It’s really growing into its looks now, isn’t it?
When it comes to cars that divide option, not many were quite as divisive as the Porsche Cayenne. Not only did people take offence with the fact that Porsche was producing a four-door (this was before the Panamera, remember), but it was an SUV at that. And to top it all off, the first-generation Cayenne looked bloody awful.
The second-generation introduced a more coherent design that got refined continually through its lifetime, but this third-generation model really comes into its own. Like the Panamera (which received a full model refresh before the Cayenne, oddly), the Cayenne looks more grown up, its various Porsche design elements working better together in greater harmony than any of the previous generations. After having been launched in Zuffenhausen, Germany in August last year, it’s time for the big Porker to make its Australian debut.
That, is still a little way off, with the Cayenne expected to make Aussie landfall in the middle of this year. However, Porsche Australia has at least detailed the upcoming three models for us, letting us know what’s in store for the Cayenne, the Cayenne S, and Cayenne Turbo. Prices will begin at $116,300 for the base-model Cayenne, before rising to $155,100 for the mid-range twin-turbo Cayenne S, before capping off (for now) with the manic Cayenne Turbo that commands no less than $239,400.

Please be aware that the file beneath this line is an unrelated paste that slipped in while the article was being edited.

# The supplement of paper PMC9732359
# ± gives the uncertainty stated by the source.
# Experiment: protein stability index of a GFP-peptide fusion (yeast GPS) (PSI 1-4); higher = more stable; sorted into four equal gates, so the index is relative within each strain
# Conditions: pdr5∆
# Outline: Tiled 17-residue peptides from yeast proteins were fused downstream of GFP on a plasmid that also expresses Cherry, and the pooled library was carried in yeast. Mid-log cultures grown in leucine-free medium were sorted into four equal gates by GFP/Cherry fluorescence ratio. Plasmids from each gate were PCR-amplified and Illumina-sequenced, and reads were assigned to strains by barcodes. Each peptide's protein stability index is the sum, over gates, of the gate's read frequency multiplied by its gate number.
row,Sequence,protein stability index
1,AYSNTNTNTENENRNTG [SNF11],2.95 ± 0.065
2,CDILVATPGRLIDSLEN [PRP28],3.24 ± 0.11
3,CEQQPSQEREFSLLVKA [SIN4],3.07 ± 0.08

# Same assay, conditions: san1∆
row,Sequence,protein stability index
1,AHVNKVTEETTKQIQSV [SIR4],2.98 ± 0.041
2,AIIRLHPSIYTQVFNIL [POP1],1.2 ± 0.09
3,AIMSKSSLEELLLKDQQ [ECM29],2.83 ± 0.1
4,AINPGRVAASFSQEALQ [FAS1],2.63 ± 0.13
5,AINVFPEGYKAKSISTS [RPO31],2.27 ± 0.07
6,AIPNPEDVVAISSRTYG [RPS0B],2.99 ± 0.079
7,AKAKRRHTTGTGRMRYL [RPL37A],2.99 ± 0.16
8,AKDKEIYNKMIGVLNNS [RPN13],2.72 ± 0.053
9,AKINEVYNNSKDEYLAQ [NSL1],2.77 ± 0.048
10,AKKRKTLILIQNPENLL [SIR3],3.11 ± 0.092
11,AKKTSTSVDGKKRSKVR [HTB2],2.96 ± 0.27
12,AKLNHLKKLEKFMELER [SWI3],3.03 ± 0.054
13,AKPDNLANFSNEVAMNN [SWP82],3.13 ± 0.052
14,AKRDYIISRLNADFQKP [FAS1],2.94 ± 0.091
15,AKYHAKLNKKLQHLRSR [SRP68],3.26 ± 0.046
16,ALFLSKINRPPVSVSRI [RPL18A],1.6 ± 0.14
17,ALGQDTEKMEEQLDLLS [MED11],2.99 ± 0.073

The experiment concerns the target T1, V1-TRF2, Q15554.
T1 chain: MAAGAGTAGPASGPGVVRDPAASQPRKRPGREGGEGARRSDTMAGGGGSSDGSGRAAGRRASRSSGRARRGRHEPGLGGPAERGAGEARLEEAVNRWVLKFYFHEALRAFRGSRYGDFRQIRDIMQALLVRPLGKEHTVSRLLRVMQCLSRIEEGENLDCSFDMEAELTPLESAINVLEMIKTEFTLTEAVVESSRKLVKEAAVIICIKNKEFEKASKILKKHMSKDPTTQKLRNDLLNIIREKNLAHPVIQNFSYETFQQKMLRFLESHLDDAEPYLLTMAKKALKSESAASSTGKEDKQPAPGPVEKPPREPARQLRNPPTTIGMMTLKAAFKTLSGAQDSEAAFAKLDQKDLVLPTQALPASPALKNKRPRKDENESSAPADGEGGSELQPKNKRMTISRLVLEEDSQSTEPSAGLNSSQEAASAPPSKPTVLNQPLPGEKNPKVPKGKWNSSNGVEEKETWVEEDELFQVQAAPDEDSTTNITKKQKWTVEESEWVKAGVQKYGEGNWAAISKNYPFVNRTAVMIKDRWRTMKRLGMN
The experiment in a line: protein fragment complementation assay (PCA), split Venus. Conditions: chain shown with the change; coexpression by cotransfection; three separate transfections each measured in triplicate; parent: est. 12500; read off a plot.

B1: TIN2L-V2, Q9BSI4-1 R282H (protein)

The ‘entry-level’ Cayenne sees motivation from a 3.0-litre V6, carried over from the 2nd-gen model, producing 250kW and 450Nm, with power being sent through an eight-speed Tiptronic S gearbox. The century sprint is completed in as little as 5.9-seconds, but only if you opt for the $2690 SportsChrono package. Standard cayennes will take 0.2-seconds more.
Standard kit includes a 12.3-inch widescreen Porsche infotainment system that looks absolutely gorgeous. Working with that are a pair of 7-inch displays flanking the centrally-mounted speedo in the instrument binnacle, dubbed ‘Advanced Cockpit.’ Further standard kit include a 360º surround-view camera system, all-round parking sensors, intelligent cruise control with lane-keeping aid, LED headlights, autonomous emergency braking, and blind-spot monitoring.
Step up to the Cayenne S and most notably, you gain a new engine. In the Cayenne S you’ll find a slightly-smaller 2.9-litre V6 under the bonnet, though it comes fitted with two turbos, which help it produce a meaty 324kW and 550Nm. The century sprint time now drops to 4.9-seconds (with SportChrono; 5.1-seconds without), with the top speed set at 265km/h.
The Cayenne S gets all the standard kit from the base Cayenne, though it ups the luxury bar by adding… a panoramic sunroof. That’s all.
At least the Cayenne Turbo really justifies its price. It gets 4-zone climate control, seat ventilation, a 710W BOSE audio system, 18-way electrically-adjustable sports seats (up front) and 21-inch alloys. And there’s very pretty ambient lighting too.
And that’s even before we mention the 4.0-litre biturbo V8 under the bonnet. That powerplant puts out an astonishing 404kW and 770Nm, and can do the century sprint in just 3.9-seconds, though again, only if you opt for the SportChrono pack. If you’re a cheapskate, 100km/h only arrives in a portly 4.1-seconds. Yawn.